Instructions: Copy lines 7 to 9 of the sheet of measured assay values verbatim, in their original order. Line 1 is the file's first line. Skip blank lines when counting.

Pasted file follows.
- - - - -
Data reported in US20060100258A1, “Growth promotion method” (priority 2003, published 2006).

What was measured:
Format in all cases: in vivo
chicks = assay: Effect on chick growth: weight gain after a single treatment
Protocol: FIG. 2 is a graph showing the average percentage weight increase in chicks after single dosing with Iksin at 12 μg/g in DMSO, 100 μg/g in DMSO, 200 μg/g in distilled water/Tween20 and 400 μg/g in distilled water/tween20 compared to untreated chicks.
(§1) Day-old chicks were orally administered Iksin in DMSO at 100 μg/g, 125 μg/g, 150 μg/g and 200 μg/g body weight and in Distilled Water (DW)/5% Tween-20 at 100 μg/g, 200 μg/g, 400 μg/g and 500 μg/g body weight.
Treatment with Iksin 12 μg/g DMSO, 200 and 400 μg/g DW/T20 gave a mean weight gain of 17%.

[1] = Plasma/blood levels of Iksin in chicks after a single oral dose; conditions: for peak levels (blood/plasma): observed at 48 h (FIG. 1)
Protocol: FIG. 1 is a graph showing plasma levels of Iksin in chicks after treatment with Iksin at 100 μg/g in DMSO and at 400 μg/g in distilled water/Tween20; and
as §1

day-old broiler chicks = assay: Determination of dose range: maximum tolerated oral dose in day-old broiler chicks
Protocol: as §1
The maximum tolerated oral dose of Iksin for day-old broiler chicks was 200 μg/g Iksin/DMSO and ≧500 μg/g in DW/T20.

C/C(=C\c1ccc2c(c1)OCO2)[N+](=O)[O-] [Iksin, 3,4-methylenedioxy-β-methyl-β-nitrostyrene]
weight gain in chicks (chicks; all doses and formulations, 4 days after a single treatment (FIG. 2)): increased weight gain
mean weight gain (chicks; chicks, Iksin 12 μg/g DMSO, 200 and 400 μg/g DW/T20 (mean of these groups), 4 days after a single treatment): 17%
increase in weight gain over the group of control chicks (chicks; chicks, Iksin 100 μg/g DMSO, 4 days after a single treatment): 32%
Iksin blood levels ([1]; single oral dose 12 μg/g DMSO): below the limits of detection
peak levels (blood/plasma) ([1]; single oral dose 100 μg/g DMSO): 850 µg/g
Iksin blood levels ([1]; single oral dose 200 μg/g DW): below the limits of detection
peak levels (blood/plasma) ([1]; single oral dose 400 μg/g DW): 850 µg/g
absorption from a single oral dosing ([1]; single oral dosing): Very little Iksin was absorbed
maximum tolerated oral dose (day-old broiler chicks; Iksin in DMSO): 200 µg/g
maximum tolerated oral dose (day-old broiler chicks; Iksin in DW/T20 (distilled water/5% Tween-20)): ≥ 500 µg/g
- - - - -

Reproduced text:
Treatment with Iksin 12 μg/g DMSO, 200 and 400 μg/g DW/T20 gave a mean weight gain of 17%.

[1] = Plasma/blood levels of Iksin in chicks after a single oral dose; conditions: for peak levels (blood/plasma): observed at 48 h (FIG. 1)
Protocol: FIG. 1 is a graph showing plasma levels of Iksin in chicks after treatment with Iksin at 100 μg/g in DMSO and at 400 μg/g in distilled water/Tween20; and